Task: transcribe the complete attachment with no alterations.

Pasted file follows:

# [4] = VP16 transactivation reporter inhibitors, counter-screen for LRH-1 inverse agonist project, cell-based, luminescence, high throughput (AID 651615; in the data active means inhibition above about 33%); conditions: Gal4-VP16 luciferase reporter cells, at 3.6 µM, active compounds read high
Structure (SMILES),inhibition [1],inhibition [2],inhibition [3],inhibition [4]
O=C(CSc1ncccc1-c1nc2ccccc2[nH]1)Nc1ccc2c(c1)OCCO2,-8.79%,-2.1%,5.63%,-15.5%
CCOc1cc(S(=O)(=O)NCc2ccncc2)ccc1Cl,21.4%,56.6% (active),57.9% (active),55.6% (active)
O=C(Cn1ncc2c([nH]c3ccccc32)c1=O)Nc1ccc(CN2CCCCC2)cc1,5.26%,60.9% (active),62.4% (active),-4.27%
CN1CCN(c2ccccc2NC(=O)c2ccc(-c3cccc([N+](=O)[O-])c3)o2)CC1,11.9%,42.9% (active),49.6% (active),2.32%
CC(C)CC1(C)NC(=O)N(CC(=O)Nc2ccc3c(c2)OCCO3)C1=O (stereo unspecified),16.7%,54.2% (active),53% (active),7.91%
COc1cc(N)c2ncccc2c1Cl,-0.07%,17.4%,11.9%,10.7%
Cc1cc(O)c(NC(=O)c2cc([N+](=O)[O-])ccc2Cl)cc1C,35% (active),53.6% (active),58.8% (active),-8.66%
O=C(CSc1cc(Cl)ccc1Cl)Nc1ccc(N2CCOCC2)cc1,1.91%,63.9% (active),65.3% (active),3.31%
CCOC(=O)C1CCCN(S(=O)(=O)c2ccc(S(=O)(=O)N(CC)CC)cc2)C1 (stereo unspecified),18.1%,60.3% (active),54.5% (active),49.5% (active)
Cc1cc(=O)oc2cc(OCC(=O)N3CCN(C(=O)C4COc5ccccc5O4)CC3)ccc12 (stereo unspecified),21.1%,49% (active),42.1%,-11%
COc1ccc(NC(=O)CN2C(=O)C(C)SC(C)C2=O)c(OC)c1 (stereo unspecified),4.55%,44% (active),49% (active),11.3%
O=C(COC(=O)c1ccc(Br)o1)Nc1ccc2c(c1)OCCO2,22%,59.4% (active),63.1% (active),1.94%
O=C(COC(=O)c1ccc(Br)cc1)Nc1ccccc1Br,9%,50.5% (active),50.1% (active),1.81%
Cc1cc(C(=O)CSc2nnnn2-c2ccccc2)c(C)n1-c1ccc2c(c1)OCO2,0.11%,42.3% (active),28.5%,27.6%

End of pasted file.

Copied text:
# [4] = VP16 transactivation reporter inhibitors, counter-screen for LRH-1 inverse agonist project, cell-based, luminescence, high throughput (AID 651615; in the data active means inhibition above about 33%); conditions: Gal4-VP16 luciferase reporter cells, at 3.6 µM, active compounds read high
Structure (SMILES),inhibition [1],inhibition [2],inhibition [3],inhibition [4]
O=C(CSc1ncccc1-c1nc2ccccc2[nH]1)Nc1ccc2c(c1)OCCO2,-8.79%,-2.1%,5.63%,-15.5%
CCOc1cc(S(=O)(=O)NCc2ccncc2)ccc1Cl,21.4%,56.6% (active),57.9% (active),55.6% (active)
O=C(Cn1ncc2c([nH]c3ccccc32)c1=O)Nc1ccc(CN2CCCCC2)cc1,5.26%,60.9% (active),62.4% (active),-4.27%
CN1CCN(c2ccccc2NC(=O)c2ccc(-c3cccc([N+](=O)[O-])c3)o2)CC1,11.9%,42.9% (active),49.6% (active),2.32%
CC(C)CC1(C)NC(=O)N(CC(=O)Nc2ccc3c(c2)OCCO3)C1=O (stereo unspecified),16.7%,54.2% (active),53% (active),7.91%
COc1cc(N)c2ncccc2c1Cl,-0.07%,17.4%,11.9%,10.7%
Cc1cc(O)c(NC(=O)c2cc([N+](=O)[O-])ccc2Cl)cc1C,35% (active),53.6% (active),58.8% (active),-8.66%
O=C(CSc1cc(Cl)ccc1Cl)Nc1ccc(N2CCOCC2)cc1,1.91%,63.9% (active),65.3% (active),3.31%
CCOC(=O)C1CCCN(S(=O)(=O)c2ccc(S(=O)(=O)N(CC)CC)cc2)C1 (stereo unspecified),18.1%,60.3% (active),54.5% (active),49.5% (active)
Cc1cc(=O)oc2cc(OCC(=O)N3CCN(C(=O)C4COc5ccccc5O4)CC3)ccc12 (stereo unspecified),21.1%,49% (active),42.1%,-11%
COc1ccc(NC(=O)CN2C(=O)C(C)SC(C)C2=O)c(OC)c1 (stereo unspecified),4.55%,44% (active),49% (active),11.3%
O=C(COC(=O)c1ccc(Br)o1)Nc1ccc2c(c1)OCCO2,22%,59.4% (active),63.1% (active),1.94%
O=C(COC(=O)c1ccc(Br)cc1)Nc1ccccc1Br,9%,50.5% (active),50.1% (active),1.81%
Cc1cc(C(=O)CSc2nnnn2-c2ccccc2)c(C)n1-c1ccc2c(c1)OCO2,0.11%,42.3% (active),28.5%,27.6%